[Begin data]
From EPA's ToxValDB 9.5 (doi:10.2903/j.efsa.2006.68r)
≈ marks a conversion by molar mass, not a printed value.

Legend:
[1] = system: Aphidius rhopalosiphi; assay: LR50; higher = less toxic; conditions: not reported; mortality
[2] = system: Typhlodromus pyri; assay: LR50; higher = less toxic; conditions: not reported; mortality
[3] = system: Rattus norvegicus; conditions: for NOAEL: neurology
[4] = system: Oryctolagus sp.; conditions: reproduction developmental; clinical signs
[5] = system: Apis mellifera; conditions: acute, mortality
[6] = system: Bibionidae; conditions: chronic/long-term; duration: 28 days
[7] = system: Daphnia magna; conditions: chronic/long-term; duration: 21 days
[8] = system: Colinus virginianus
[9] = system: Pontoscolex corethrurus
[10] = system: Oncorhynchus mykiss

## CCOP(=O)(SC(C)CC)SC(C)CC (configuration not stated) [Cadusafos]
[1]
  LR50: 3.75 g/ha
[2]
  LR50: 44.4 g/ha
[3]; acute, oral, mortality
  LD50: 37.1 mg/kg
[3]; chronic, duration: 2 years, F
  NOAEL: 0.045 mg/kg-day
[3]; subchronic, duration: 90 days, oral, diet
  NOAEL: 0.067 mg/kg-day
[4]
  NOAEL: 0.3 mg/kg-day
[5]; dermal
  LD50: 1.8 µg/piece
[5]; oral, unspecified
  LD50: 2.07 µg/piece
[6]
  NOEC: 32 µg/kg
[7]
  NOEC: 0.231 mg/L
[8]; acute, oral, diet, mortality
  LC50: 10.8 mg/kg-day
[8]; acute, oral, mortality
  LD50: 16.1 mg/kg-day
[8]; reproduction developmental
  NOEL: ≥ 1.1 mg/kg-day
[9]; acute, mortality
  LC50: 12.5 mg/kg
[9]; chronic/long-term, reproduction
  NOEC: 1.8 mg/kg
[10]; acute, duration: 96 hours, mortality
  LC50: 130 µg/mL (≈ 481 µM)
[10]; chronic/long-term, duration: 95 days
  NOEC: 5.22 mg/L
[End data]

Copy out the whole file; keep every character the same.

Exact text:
From EPA's ToxValDB 9.5 (doi:10.2903/j.efsa.2006.68r)
≈ marks a conversion by molar mass, not a printed value.

Legend:
[1] = system: Aphidius rhopalosiphi; assay: LR50; higher = less toxic; conditions: not reported; mortality
[2] = system: Typhlodromus pyri; assay: LR50; higher = less toxic; conditions: not reported; mortality
[3] = system: Rattus norvegicus; conditions: for NOAEL: neurology
[4] = system: Oryctolagus sp.; conditions: reproduction developmental; clinical signs
[5] = system: Apis mellifera; conditions: acute, mortality
[6] = system: Bibionidae; conditions: chronic/long-term; duration: 28 days
[7] = system: Daphnia magna; conditions: chronic/long-term; duration: 21 days
[8] = system: Colinus virginianus
[9] = system: Pontoscolex corethrurus
[10] = system: Oncorhynchus mykiss

## CCOP(=O)(SC(C)CC)SC(C)CC (configuration not stated) [Cadusafos]
[1]
  LR50: 3.75 g/ha
[2]
  LR50: 44.4 g/ha
[3]; acute, oral, mortality
  LD50: 37.1 mg/kg
[3]; chronic, duration: 2 years, F
  NOAEL: 0.045 mg/kg-day
[3]; subchronic, duration: 90 days, oral, diet
  NOAEL: 0.067 mg/kg-day
[4]
  NOAEL: 0.3 mg/kg-day
[5]; dermal
  LD50: 1.8 µg/piece
[5]; oral, unspecified
  LD50: 2.07 µg/piece
[6]
  NOEC: 32 µg/kg
[7]
  NOEC: 0.231 mg/L
[8]; acute, oral, diet, mortality
  LC50: 10.8 mg/kg-day
[8]; acute, oral, mortality
  LD50: 16.1 mg/kg-day
[8]; reproduction developmental
  NOEL: ≥ 1.1 mg/kg-day
[9]; acute, mortality
  LC50: 12.5 mg/kg
[9]; chronic/long-term, reproduction
  NOEC: 1.8 mg/kg
[10]; acute, duration: 96 hours, mortality
  LC50: 130 µg/mL (≈ 481 µM)
[10]; chronic/long-term, duration: 95 days
  NOEC: 5.22 mg/L